I love reading, I am one of those people who never seem to have their nose out of a book. I read anything and everything, devouring words like food and drink. Despite the fact that I tend to read two or three books a week, I still have favourites, those books that I return to time and time again,who give me comfort and solace, pick up my spirits, make me laugh or just remind me of good times. They are like slipping into a hot bath, or a newly made bed, comforting and relaxing with the reassurance that they won't disappoint. I have a multitude of these, dog eared old friends sat on my bookshelves. Some are tatty and crumpled, with battered spines and well worn covers. If I needed to choose just one book to take with me to a desert island or that I knew I could loose myself in time and time again or that made me the person I am today, then it would be from this row of books that I would make my choice.
It's not an easy choice, I'm the sum of all my parts and my parts have been shaped by forty years of reading, from Shakespeare to Harold Robbins, Pinter to Stephen King and from airport terminal holiday reads to the huge tomes that I read for my degree. Every single one of them has made a mark on me.
So what could be that one book. One novel that stands head and shoulders above the rest and made me want to read and read and read. Influenced me into being a better person (I hope) and had a profound effect on the thirteen year old girl that first picked it up, in O level English, with a heavy heart because it wasn't about ponies, or Adrian Mole. There can be only one and for me that one is Pride and Prejudice by Jane Austen.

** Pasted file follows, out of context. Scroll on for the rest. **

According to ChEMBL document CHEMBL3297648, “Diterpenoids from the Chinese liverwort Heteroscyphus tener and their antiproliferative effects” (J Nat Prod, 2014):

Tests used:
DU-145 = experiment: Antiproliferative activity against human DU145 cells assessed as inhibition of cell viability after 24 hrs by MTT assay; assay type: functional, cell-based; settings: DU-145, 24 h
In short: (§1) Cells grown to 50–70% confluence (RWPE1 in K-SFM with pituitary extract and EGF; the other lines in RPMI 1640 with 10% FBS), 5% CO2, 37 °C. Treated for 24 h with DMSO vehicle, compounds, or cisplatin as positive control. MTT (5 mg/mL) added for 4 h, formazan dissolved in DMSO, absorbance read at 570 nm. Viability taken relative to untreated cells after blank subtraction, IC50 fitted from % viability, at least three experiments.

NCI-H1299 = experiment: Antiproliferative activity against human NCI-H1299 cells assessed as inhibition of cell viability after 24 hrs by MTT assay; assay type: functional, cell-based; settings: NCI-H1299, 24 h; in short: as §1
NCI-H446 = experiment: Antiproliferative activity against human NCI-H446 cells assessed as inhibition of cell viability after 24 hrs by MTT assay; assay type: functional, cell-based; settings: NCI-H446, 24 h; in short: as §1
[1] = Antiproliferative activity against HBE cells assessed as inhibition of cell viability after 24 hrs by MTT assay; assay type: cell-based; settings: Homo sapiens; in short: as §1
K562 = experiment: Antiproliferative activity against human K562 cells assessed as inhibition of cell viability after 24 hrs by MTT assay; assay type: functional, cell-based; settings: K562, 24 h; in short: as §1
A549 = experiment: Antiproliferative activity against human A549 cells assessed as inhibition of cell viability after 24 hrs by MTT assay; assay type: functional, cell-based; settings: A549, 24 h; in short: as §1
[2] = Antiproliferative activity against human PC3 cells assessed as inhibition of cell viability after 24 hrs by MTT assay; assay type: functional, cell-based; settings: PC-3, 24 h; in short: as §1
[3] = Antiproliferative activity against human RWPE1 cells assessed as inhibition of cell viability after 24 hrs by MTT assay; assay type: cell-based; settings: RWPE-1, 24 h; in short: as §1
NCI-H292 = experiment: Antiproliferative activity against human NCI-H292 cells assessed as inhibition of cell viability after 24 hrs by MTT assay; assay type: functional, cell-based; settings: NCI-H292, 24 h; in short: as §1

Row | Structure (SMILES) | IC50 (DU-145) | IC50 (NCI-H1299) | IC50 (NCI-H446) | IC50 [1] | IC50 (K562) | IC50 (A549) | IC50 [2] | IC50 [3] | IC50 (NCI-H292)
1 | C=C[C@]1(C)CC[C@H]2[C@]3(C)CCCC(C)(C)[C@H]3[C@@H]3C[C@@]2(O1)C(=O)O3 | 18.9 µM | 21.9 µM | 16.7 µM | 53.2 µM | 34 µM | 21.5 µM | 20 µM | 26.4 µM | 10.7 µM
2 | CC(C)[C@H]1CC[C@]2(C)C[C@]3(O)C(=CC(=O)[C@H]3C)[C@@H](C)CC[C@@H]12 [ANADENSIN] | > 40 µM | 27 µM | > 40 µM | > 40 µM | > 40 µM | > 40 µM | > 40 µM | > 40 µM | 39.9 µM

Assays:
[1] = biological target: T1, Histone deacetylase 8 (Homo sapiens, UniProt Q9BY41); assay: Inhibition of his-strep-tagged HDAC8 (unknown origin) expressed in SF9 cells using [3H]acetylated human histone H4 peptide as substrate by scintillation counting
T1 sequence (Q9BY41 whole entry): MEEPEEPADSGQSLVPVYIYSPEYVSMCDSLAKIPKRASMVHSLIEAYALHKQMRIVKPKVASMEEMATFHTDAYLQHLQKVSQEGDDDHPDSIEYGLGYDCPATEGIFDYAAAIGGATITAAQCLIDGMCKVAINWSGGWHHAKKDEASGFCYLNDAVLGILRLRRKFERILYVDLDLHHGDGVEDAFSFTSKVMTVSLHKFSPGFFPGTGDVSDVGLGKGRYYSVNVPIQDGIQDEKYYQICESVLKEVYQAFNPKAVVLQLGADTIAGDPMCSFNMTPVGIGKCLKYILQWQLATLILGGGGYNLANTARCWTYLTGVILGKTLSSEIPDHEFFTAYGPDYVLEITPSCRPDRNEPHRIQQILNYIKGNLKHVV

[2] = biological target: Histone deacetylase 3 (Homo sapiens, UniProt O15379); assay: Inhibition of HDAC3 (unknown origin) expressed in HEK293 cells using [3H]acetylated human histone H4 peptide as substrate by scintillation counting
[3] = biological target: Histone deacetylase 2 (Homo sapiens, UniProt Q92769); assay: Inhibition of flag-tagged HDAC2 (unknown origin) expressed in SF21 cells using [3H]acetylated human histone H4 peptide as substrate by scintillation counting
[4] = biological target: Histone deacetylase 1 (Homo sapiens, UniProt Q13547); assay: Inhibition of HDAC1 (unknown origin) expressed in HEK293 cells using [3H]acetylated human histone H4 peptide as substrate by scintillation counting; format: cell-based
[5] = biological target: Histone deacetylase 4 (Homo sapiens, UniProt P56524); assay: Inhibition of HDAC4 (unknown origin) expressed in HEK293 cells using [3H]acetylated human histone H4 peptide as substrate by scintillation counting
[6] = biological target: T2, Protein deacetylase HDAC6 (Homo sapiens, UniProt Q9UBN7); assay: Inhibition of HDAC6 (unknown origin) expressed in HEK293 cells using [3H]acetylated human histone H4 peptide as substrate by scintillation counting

I was transfixed by the end of the first paragraph and still to this day remain entranced, until the tears start at the end. Actually that is a lie, I cry from about three chapters before the end because I know what is coming. I know that this book made me a better person. It taught me the fallacy of judging people on first impressions and of meddling. Although life in 1980's Bristol was a far cry from the life of the Bennet's, it resonated with me and I could see even two hundred years later that actually very little has changed with relationships. I dreamt of a Darcy of my own, he was my child hood pin up, the man with the morals that I wanted in my own future husband, and who can blame me for dreaming that he'd be just as rich. But not only did it teach me so much about what was wrong with relationships, it also showed me that it was ok to change my mind. That I didn't have to make a decision and stick with it to the bitter end.
I have Jane Austen to thank for so much. She made me a nicer person, shaping my attitudes at that impressionable age and more importantly, she made me realise that just because a book was old and huge, it didn't mean that it was out of my reach. Without this book, I would not be the avid reader I am today and I would not have the husband I have today because my first impression of him was "urgh, stuck up horrible man!". If Lizzie Bennet could change her mind and see through to the inner person, then so could I and I'm glad I did.
If you too want to read my one book you can find it here at Waterstones.
This post was prompted by Waterstones Books That Made Me campaign. Details of which are here.